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Unwanted impact of antibiotics broader, more complex than previously known

CORVALLIS, Ore. – Researchers at Oregon State University have discovered that antibiotics have an impact on the microorganisms that live in an animal’s gut that’s more broad and complex than previously known.

The findings help to better explain some of the damage these medications can do, and set the stage for new ways to study and offset those impacts.

The work was published online in the journal Gut, in research supported by Oregon State University, the Medical Research Foundation of Oregon and the National Institutes of Health.

Researchers have known for some time that antibiotics can have unwanted side effects, especially in disrupting the natural and beneficial microbiota of the gastrointestinal system. But the new study helps explain in much more detail why that is happening, and also suggests that powerful, long-term antibiotic use can have even more far-reaching effects.

Scientists now suspect that antibiotic use, and especially overuse, can have unwanted effects on everything from the immune system to glucose metabolism, food absorption, obesity, stress and behavior.

The issues are rising in importance, since 40 percent of all adults and 70 percent of all children take one or more antibiotics every year, not to mention their use in billions of food animals. Although when used properly antibiotics can help treat life-threatening bacterial infections, more than 10 percent of people who receive the medications can suffer from adverse side effects.

“Just in the past decade a whole new universe has opened up about the far-reaching effects of antibiotic use, and now we’re exploring it,” said Andrey Morgun, an assistant professor in the OSU College of Pharmacy. “The study of microbiota is just exploding. Nothing we find would surprise me at this point.”

This research used a “cocktail” of four antibiotics frequently given to laboratory animals, and studied the impacts.

“Prior to this most people thought antibiotics only depleted microbiota and diminished several important immune functions that take place in the gut,” Morgun said. “Actually that’s only about one-third of the picture. They also kill intestinal epithelium. Destruction of the intestinal epithelium is important because this is the site of nutrient absorption, part of our immune system and it has other biological functions that play a role in human health.”

The research also found that antibiotics and antibiotic-resistant microbes caused significant changes in mitochondrial function, which in turn can lead to more epithelial cell death. That antibiotics have special impacts on the mitochondria of cells is both important and interesting, said Morgun, who was a co-leader of this study with Dr. Natalia Shulzhenko, a researcher in the OSU College of Veterinary Medicine who has an M.D. from Kharkiv Medical University.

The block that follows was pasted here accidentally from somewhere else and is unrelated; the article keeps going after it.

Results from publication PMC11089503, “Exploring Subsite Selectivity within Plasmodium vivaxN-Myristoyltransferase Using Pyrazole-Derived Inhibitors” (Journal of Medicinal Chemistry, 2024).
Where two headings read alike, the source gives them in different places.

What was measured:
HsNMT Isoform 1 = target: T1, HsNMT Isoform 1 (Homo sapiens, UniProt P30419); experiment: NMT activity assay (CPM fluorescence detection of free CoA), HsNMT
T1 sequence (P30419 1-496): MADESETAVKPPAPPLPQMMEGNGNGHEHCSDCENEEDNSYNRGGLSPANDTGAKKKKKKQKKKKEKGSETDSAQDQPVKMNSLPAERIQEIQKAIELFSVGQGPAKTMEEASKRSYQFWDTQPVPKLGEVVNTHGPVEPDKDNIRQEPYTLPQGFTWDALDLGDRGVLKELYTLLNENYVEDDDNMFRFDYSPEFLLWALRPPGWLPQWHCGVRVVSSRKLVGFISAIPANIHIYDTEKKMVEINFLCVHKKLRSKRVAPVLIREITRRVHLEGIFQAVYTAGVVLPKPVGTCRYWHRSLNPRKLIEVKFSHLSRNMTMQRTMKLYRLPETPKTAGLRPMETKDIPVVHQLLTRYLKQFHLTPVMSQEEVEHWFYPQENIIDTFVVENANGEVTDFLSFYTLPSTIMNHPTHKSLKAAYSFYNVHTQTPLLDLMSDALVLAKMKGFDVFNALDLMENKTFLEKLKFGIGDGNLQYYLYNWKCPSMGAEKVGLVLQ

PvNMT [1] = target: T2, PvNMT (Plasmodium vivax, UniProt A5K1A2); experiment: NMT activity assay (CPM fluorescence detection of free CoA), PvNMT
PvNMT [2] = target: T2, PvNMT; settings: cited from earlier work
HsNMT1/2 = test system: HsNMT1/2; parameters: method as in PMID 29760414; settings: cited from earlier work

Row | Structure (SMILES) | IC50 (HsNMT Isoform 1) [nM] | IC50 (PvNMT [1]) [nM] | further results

Mitochondria plays a major role in cell signaling, growth and energy production, and for good health they need to function properly.

But the relationship of antibiotics to mitochondria may go back a long way. In evolution, mitochondria descended from bacteria, which were some of the earliest life forms, and different bacteria competed with each other for survival. That an antibiotic would still selectively attack the portion of a cell that most closely resembles bacteria may be a throwback to that ingrained sense of competition and the very evolution of life.

Morgun and Schulzhenko’s research group also found that one of the genes affected by antibiotic treatment is critical to the communication between the host and microbe.

“When the host microbe communication system gets out of balance it can lead to a chain of seemingly unrelated problems,” Morgun said.

Digestive dysfunction is near the top of the list, with antibiotic use linked to such issues as diarrhea and ulcerative colitis. But new research is also finding links to obesity, food absorption, depression, immune function, sepsis, allergies and asthma.

This research also developed a new bioinformatics approach named “transkingdom network interrogation” to studying microbiota, which could help further speed the study of any alterations of host microbiota interactions and antibiotic impact. This could aid the search for new probiotics to help offset antibiotic effects, and conceivably lead to systems that would diagnose a person’s microbiome, identify deficiencies and then address them in a precise and individual way. 

Healthy microbiota may also be another way to address growing problems with antibiotic resistance, Morgun said. Instead of trying to kill the “bad” bacteria causing an illness, a healthy and functioning microbiota may be able to outcompete the unwanted microbes and improve immune function.

Collaborators on this research were from the OSU College of Pharmacy; OSU College of Veterinary Medicine; OSU College of Science; the National Cancer Institute; University of British Columbia; University of Maryland School of Medicine; and the National Institutes of Health.

Media Contact: 

Andrey Morgun, 541-737-8047

“Glowing” new nanotechnology guides cancer surgery, also kills remaining malignant cells

CORVALLIS, Ore. – Researchers at Oregon State University have developed a new way to selectively  insert compounds into cancer cells - a system that will help surgeons identify malignant tissues and then, in combination with phototherapy, kill any remaining cancer cells after a tumor is removed.

It’s about as simple as, “If it glows, cut it out.” And if a few malignant cells remain, they’ll soon die.